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Comments For The Longest Day
Oh, ouch! I don't know who to feel worse for - Anairë or Nerdanel. I wonder why Namo waits so long to notify the next of kin?
Author's Response: It's a combination of several things (in my headcanon, obviously!). For one, I don't think that one second you see that Balrog charging you and the next second you look into Námo's face; even if the call to Mandos comes instantaneously after death and the spirit follows it at once, I expect that some confusion and disorientation will be involved. Thus, it takes some time for the spirit to "settle" and be ready to face Námo (or even just a friendly Maiarin secretary) and be identified beyond doubt. Then, Námo's priority is judgement and counselling, not PR, so notifying the next of kin is something that's done when there's nothing more important going on. He doesn't technically have to inform anyone - next of kin living in Middle-earth receive no Valarin message at all - so this is one of these things that get perpetually postponed. (To be more charitable towards Námo, I think the emotions of the living are complex and uncomfortable for him, so it takes him a while to prepare a message and he never likes sending them.) Or perhaps these messengers are being sent out like four times per year, so if someone dies at the beginning of the trimester, that's just tough luck? But more likely, there's actually no proper code and it all happens rather haphazardly. I haven't given much thought to the proceedings at Mandos so far! Looks like a corporate crackfic waiting to happen!
Anyway, thank you for your thought-provoking comment!
Oh this is heartbreaking. You've given us that deep sense of unknown dread. I've always been of the opinion that Nerdanel, Anaire, Finarfin and Earwen would know somehow that their loved ones had died--a visceral sensation as you've described.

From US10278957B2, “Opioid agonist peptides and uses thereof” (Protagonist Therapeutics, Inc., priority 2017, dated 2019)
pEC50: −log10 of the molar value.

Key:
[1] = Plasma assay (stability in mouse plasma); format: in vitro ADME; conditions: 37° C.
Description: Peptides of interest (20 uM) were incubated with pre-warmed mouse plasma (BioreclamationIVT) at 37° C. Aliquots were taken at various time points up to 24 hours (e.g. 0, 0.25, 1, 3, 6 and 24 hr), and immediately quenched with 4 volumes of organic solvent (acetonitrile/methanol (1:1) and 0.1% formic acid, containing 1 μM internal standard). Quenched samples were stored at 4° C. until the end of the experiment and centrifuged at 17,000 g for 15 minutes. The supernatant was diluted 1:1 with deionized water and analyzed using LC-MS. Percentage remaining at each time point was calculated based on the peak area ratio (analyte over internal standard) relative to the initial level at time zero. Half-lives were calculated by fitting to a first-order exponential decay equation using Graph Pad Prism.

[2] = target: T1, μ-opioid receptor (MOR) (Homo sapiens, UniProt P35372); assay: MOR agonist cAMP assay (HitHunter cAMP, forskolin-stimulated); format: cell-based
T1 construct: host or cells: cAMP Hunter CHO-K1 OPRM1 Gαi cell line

Author's Response: Thank you! I'm actually sceptical about the level of mind-reading or long-distance psychic communication among the Elves, but at the same time I'm convinced that something as drastic as the sundering of their love-bond or the death of a child would be something they notice, even those who have no talent for osanwe-kenta. Glad to see I'm not alone :)
So sad. Beautiful and heartbreaking.
Author's Response: Thank you. It must have been heartbreaking indeed, for all the ones left behind.
One really feels Anaire's dread and grief here, so vividly described and such a poignant contrast with her surroundings. The dialogue between Anaire and Nerdanel is well handled, the mutual support as well as the points of friction.
Author's Response: Oh, I'm glad you enjoyed the dialogue as well as the contrast between Anaire's inner and outer perception here! Thank you!
I like the idea of Nerdanel being able to describe exactly what the feeling was like and to seek out Anaire to comfort her. (Perhaps a little, unconsciously, to confirm whether it was his death or that of Fingon.)
It's such a sad story! I enjoyed the use of scents and color and memories and also found the physical/psychic response to a distant event totally plausible and likely in a people who can connect mind to mind a great distances.
I'm working on a story for this same challenge that deals with that last aspect also. In my case the death of Finwe. Thank god I have that part written, because I would feel funny writing it immediately after reading yours. Mine is similar but different.
Author's Response: Oh, I'm glad yours is going to be similar but different! When I read that you were writing a pivotal event from Eärwen's perspective I was a bit worried that you might have the Nirnaeth in mind too. Looking forward to reading it! I'm glad you liked the use of sensory input here. I was trying to pay more attention than usual to more than sight, so it's good to know that it worked for you. Also glad you find the physical/pyschic response convincing!